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New York To Join Multi-State Drug Monitoring Program

New York lawmakers hope a multi-state prescription monitoring program will help the state combat its opioid abuse epidemic. (Bob Smith/
New York lawmakers hope a multi-state prescription monitoring program will help the state combat its opioid abuse epidemic. (Bob Smith/
December 18, 2015

STATEN ISLAND, N.Y. - In an effort to further crack down on prescription drug abuse, New York is joining 39 other states in a massive prescription data-sharing network.

Gov. Andrew Cuomo said pharmacists and prescribers can share information from their state's Prescription Monitoring Programs and ensure patients aren't circumventing New York laws by crossing state lines to abuse or traffic in prescription drugs.

Assemblyman Michael Cusick, D-Staten Island, a co-sponsor of 2012's I-STOP legislation creating New York's prescription-monitoring database, said being a part of the InterConnect hub will strengthen the law.

"A doctor in New Jersey can now check if a resident of Staten Island or any other part of New York state - on the monitoring system in real time - what the history of this person is," he said, "and will cut down significantly, I believe, in interstate doctor shopping."

While New York's overdose rate from opioid abuse has dropped since I-STOP legislation passed three years ago, Cusick said joining the Prescription Monitoring Program run by the National Association of Boards of Pharmacy will ensure that the rate continues to fall.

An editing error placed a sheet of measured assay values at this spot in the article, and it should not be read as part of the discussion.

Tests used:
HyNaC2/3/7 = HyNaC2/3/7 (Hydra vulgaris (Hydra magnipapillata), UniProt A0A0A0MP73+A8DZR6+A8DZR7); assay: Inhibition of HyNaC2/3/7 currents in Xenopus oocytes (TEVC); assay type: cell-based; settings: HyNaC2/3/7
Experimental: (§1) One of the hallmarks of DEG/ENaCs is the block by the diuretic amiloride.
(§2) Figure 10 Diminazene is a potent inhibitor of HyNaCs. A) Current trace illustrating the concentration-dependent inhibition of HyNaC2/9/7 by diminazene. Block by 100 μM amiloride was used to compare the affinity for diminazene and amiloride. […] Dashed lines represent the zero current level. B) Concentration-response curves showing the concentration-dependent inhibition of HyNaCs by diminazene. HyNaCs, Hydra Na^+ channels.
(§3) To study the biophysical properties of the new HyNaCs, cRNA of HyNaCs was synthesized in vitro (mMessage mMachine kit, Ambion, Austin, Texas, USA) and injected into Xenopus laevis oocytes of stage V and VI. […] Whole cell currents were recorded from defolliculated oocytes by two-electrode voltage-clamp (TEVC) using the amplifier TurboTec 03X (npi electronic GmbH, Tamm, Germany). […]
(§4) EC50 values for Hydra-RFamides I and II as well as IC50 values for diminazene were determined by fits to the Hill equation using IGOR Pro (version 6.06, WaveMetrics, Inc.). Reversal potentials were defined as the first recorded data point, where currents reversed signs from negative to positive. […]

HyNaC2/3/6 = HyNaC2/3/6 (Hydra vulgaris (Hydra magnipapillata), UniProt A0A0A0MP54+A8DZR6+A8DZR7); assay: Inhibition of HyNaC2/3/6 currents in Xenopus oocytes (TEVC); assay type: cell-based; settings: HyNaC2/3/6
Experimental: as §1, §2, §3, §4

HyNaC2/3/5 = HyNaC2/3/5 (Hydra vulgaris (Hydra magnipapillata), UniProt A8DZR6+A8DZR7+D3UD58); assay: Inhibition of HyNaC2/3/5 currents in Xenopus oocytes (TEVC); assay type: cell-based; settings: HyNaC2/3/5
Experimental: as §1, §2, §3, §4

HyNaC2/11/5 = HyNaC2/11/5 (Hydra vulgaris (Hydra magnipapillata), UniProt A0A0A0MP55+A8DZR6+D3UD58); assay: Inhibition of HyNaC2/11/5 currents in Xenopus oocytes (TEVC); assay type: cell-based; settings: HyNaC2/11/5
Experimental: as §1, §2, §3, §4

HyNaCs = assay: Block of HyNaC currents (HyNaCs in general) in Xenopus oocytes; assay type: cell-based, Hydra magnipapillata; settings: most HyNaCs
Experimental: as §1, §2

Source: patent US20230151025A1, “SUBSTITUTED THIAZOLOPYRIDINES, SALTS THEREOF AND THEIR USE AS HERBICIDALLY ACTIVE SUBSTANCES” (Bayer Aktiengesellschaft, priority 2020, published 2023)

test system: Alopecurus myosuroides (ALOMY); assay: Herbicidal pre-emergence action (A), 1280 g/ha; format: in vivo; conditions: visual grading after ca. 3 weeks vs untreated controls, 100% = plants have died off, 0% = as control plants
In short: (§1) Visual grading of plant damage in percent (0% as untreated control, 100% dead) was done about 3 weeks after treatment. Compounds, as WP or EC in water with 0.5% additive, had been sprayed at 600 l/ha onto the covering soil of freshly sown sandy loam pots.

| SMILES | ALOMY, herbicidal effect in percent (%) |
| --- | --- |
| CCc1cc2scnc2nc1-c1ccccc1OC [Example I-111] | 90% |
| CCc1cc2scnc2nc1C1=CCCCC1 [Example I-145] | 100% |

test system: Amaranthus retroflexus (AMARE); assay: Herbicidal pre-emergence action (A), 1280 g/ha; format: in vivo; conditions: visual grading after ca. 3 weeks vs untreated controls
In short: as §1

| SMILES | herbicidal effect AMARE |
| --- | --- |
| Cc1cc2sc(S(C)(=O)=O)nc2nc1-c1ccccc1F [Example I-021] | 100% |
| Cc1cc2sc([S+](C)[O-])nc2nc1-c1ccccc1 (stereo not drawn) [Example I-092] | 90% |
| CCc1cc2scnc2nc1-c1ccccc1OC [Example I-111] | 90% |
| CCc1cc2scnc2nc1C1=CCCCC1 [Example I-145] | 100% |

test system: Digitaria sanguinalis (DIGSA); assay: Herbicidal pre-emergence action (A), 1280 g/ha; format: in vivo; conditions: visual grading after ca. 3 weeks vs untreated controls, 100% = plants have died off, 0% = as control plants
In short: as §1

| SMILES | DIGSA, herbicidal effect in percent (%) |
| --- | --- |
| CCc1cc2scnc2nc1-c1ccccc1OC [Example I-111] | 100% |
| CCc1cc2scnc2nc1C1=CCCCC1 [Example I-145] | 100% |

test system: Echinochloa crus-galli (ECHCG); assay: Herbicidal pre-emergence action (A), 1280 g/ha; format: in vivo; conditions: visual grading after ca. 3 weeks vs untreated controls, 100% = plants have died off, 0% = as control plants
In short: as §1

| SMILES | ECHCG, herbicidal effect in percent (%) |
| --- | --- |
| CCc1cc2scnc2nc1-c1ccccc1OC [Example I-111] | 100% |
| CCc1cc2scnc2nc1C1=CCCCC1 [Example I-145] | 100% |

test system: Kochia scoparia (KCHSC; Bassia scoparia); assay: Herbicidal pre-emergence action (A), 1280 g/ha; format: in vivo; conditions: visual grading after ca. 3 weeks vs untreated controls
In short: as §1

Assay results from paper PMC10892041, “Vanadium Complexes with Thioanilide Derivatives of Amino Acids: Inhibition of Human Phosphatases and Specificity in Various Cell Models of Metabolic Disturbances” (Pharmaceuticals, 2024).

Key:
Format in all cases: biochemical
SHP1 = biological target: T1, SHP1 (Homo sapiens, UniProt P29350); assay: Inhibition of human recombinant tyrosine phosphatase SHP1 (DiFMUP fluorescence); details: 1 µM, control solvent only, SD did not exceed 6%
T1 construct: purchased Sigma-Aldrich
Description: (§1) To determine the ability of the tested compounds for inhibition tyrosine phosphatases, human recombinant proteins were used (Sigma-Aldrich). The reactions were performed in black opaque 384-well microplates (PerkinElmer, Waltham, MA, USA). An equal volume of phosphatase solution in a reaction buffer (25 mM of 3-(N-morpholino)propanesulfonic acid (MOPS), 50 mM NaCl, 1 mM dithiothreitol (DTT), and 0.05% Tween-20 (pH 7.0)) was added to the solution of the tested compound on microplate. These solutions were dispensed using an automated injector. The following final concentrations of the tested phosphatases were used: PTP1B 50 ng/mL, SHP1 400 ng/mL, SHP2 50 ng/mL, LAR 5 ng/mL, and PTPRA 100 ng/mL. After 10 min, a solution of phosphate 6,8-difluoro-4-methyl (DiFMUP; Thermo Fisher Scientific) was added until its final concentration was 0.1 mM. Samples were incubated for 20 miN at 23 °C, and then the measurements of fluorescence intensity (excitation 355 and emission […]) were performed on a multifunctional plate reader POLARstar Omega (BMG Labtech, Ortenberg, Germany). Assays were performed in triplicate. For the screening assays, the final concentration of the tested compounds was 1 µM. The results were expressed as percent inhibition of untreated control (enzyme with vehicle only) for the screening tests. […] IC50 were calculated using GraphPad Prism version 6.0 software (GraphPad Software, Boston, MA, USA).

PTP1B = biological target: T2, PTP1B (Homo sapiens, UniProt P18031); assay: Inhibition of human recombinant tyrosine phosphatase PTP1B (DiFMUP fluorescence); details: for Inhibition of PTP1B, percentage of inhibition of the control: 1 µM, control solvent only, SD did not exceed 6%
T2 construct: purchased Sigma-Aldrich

Rep. Daniel Donovan, R-Staten Island/Brooklyn, spent a decade as district attorney on Staten Island, combatting the growing opioid-abuse epidemic. Although recent legislation has made improvements, Donovan said, he hopes all states eventually join the hub to truly make it a nationwide effort.

"I would like to see 11 other states join us so that the entire nation is in the database," he said. "New Yorkers go visit Florida, and we would like to prevent any abuse from anywhere from occurring in our nation, so that would be something I would hope to see in the near future."

Donovan said the database is checked by participating pharmacists more than 1 million times a day to ensure patients aren't abusing prescription drugs.

More information about the program is online at

Nia Hamm, Public News Service - NY